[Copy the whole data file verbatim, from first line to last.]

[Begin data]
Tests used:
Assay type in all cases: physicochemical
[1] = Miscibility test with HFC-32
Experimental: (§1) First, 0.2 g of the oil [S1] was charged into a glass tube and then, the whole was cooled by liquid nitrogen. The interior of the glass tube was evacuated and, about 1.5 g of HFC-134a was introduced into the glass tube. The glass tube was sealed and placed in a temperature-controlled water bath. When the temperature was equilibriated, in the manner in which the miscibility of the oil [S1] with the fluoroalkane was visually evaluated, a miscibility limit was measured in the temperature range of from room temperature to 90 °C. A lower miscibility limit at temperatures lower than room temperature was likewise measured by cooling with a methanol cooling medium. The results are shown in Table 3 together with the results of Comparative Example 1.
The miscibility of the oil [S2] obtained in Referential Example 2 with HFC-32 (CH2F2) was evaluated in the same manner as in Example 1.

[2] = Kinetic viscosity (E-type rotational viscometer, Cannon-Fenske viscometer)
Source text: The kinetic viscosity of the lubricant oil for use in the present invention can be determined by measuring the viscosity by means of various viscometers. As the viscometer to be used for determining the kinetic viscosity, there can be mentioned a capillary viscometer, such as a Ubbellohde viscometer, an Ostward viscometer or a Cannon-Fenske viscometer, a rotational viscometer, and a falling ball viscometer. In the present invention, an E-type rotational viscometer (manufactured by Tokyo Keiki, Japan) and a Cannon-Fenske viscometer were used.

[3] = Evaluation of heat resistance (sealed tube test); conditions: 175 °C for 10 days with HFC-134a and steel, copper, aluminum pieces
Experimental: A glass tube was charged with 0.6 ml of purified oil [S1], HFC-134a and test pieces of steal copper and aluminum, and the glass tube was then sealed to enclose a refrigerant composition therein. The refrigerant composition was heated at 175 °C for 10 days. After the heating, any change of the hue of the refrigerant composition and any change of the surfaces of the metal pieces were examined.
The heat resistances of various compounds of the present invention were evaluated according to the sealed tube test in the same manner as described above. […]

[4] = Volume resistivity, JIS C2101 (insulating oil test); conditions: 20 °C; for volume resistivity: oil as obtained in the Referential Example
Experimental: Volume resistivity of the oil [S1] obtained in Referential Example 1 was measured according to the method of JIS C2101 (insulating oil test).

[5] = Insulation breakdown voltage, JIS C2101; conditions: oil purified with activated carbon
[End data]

Tests used:
Assay type in all cases: physicochemical
[1] = Miscibility test with HFC-32
Experimental: (§1) First, 0.2 g of the oil [S1] was charged into a glass tube and then, the whole was cooled by liquid nitrogen. The interior of the glass tube was evacuated and, about 1.5 g of HFC-134a was introduced into the glass tube. The glass tube was sealed and placed in a temperature-controlled water bath. When the temperature was equilibriated, in the manner in which the miscibility of the oil [S1] with the fluoroalkane was visually evaluated, a miscibility limit was measured in the temperature range of from room temperature to 90 °C. A lower miscibility limit at temperatures lower than room temperature was likewise measured by cooling with a methanol cooling medium. The results are shown in Table 3 together with the results of Comparative Example 1.
The miscibility of the oil [S2] obtained in Referential Example 2 with HFC-32 (CH2F2) was evaluated in the same manner as in Example 1.

[2] = Kinetic viscosity (E-type rotational viscometer, Cannon-Fenske viscometer)
Source text: The kinetic viscosity of the lubricant oil for use in the present invention can be determined by measuring the viscosity by means of various viscometers. As the viscometer to be used for determining the kinetic viscosity, there can be mentioned a capillary viscometer, such as a Ubbellohde viscometer, an Ostward viscometer or a Cannon-Fenske viscometer, a rotational viscometer, and a falling ball viscometer. In the present invention, an E-type rotational viscometer (manufactured by Tokyo Keiki, Japan) and a Cannon-Fenske viscometer were used.

[3] = Evaluation of heat resistance (sealed tube test); conditions: 175 °C for 10 days with HFC-134a and steel, copper, aluminum pieces
Experimental: A glass tube was charged with 0.6 ml of purified oil [S1], HFC-134a and test pieces of steal copper and aluminum, and the glass tube was then sealed to enclose a refrigerant composition therein. The refrigerant composition was heated at 175 °C for 10 days. After the heating, any change of the hue of the refrigerant composition and any change of the surfaces of the metal pieces were examined.
The heat resistances of various compounds of the present invention were evaluated according to the sealed tube test in the same manner as described above. […]

[4] = Volume resistivity, JIS C2101 (insulating oil test); conditions: 20 °C; for volume resistivity: oil as obtained in the Referential Example
Experimental: Volume resistivity of the oil [S1] obtained in Referential Example 1 was measured according to the method of JIS C2101 (insulating oil test).

[5] = Insulation breakdown voltage, JIS C2101; conditions: oil purified with activated carbon